Monday, September 20, 2010

Grounding Your Kids From Church

I recently had a discussion with a parent who informed me their student would not be attending youth group for a while until (s)he learned the merits of good decision making. This caused me to ponder a certain phenomenon I have yet to figure out. This weekend as I was on the tractor baling hay, my mind began to think about this idea at length. Here are some things I concluded.

First of all, from a ministry standpoint, grounding a student from church because the student has made bad choices, goes against all logic. In high school I struggled through algebra. When I failed an algebra test, my mom did not forbid me from doing more math homework. It was quite the opposite. My education-minded mother brought me to school early so I could spend time with my teacher learning what I had not yet mastered. So why would a parent whose student is not making good decisions deprive that student from an institution that I believe is set up to help them make good decisions? Here are three possible reasons.

1. Parents do not perceive church youth programs to be relevant, life-changing institutions that truly have a positive impact on their son or daughter's moral development. As youth workers, we know why we got into youth ministry, and it wasn't for the astronomical salary and benefits. It was to see students lives changed as they become molded into the spirit of Christ. However, from the outside looking in, it may be very accurate to say that parents perceive our youth programs as another social function where kids play "chubby bunnies" and have concerts and lock-ins, but do little to shape the spiritual lives of teens.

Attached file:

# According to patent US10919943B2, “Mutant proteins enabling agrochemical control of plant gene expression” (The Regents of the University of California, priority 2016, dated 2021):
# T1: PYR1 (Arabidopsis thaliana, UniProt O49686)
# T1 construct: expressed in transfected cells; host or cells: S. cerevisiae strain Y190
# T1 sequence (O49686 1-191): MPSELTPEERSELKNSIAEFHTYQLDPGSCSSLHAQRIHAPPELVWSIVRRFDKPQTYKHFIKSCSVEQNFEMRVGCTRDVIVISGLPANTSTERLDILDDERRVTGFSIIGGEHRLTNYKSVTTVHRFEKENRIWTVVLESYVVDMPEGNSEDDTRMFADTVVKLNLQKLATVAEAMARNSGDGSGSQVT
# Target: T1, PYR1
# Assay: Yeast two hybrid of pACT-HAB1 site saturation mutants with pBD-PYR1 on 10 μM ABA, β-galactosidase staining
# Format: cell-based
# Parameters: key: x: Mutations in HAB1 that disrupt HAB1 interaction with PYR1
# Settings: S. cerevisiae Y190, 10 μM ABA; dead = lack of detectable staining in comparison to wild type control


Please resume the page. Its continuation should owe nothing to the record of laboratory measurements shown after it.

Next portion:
2. Church youth programs are not relevant, life-changing institutions that truly have a positive impact on their son or daughter's moral development. While some people who have not spent any time in a youth program may not have a clue what goes on, the fact remains that some of our youth ministries are not doing the work God has called us to do. Many of us as youth workers have bought into the "amusement park tour guide" mentality that it is our job just to make sure the kids are too busy to get into "sex, drugs, and rock 'n roll". If our programs are not doing anything to mold the spiritual lives of our teens, maybe our parents are justified in grounding their kids from church.

3. Church members in general do not perceive the church to be agents of divine change in the world. If a parent does not perceive the youth group to be an important part of a student's spiritual and moral growth, it may be because the church is not an important part of the parent's spiritual and moral growth. This will depend on the individual and the church. But I would dare say that for many church members (including those with teenage youth), the church is another social network, a place to make business contacts, or it serves another menial role other than being an agent of change in the world.

So what would you add to this list? Do your parents ground kids from church? If so, why do you think that is? I'd love to hear your thoughts.

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